Within the framework of the eMobility Expo World Congress, Tomás de la Vega, Managing Director at Logistop, moderated the round table New forms of distribution in cities, in which the great challenges facing cities were discussed: digitalisation, sustainability, retention and attraction of talent, standardisation,…
Vicente Arastey, president of ADISLEV and general director of PROVEA, emphasised that, on many occasions, only the urban distribution of small volumes of goods is considered, without taking into account the more voluminous and heavy goods, for which, to date, “there are still not enough features and autonomy for what we need from the HORECA sector”. Among the challenges ahead, he highlighted finding delivery drivers, making the sector environmentally and economically sustainable, and finding realistic solutions for the transport of bulky and heavy goods.
Iñigo Bilbao Ubillos, CEO, Fundación Mobility LAB Vitoria-Gasteiz, highlighted that the HORECA sector is one of the great challenges facing cities, especially with the implementation of low-emission zones. He also highlighted the role that #data will play, which will help decision-making both at institutional level (in terms of legislation) and at company level (in terms of optimising routes and operations), placing special emphasis on the importance of not confusing a database with what is a data space, in which the shared data has a series of conditions imposed by its owner.
Daniel Latorre, Assistant General Manager, CITYLogin, focused on the lack of knowledge on the part of the entities that are legislating, which, on occasions, do not know the specific characteristics and casuistry of the sector. “Within the institutions, there must be a real knowledge of what is happening within the supply chain, how operations are carried out and what consequences and effects these regulations will have,” he stressed. An important point has also been the need to raise awareness among the end consumer, as one of the main reasons for not buying is because shipping is not included. “We have created the perception that shipping is free and it is not, it always has an environmental and economic cost associated with it. Just like reverse logistics,” he added.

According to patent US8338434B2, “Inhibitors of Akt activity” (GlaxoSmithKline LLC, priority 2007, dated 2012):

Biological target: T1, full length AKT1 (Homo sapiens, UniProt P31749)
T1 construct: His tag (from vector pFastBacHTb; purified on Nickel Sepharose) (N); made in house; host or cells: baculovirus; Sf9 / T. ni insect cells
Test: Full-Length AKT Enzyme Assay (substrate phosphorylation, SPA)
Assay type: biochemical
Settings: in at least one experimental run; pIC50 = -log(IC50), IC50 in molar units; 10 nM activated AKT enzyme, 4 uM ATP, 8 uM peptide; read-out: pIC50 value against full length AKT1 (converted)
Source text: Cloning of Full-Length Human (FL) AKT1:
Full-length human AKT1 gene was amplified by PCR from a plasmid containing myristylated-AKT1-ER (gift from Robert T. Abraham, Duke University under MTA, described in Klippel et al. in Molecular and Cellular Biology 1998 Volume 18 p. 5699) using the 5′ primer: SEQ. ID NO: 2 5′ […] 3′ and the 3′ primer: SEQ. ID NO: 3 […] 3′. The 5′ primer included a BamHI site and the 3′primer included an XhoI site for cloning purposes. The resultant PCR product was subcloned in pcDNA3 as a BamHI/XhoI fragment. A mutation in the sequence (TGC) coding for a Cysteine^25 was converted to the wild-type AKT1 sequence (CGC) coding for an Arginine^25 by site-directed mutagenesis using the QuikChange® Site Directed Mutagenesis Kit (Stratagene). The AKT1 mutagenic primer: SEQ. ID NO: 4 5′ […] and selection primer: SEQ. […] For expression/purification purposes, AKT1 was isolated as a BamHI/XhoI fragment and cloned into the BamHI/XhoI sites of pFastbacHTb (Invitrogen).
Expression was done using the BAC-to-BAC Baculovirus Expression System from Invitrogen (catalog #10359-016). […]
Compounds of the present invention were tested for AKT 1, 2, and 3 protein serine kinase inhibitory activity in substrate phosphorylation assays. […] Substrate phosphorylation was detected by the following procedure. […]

Carolina Ciprés, Director of Research, Zaragoza Logistics Center, highlighted the need for a willingness to share information and for systems to be able to interact with each other. “Digitalisation not only allows us to work, but sometimes it will prevent us from working. We can decarbonise by being more efficient, and to be more efficient we need to collaborate,” she said. Putting the focus on the social component of urban logistics, it must be borne in mind that part of Industry 5.0 is the just transition, taking into account future generations, as you cannot design a very sophisticated future roadmap if you are not making the profession attractive. “The social component is very important for urban logistics to become a reality”, he stressed. Finally, he highlighted the existing dissociation between “I am sustainable” and the real consumer behaviour of Generation Z because “nobody educates the consumer; we must inform them when they go to make a purchase of the associated pollution component. We need to invest in changing the culture and driving the growth of e-commerce by thinking about the consequences of the decisions that are made,” she concluded.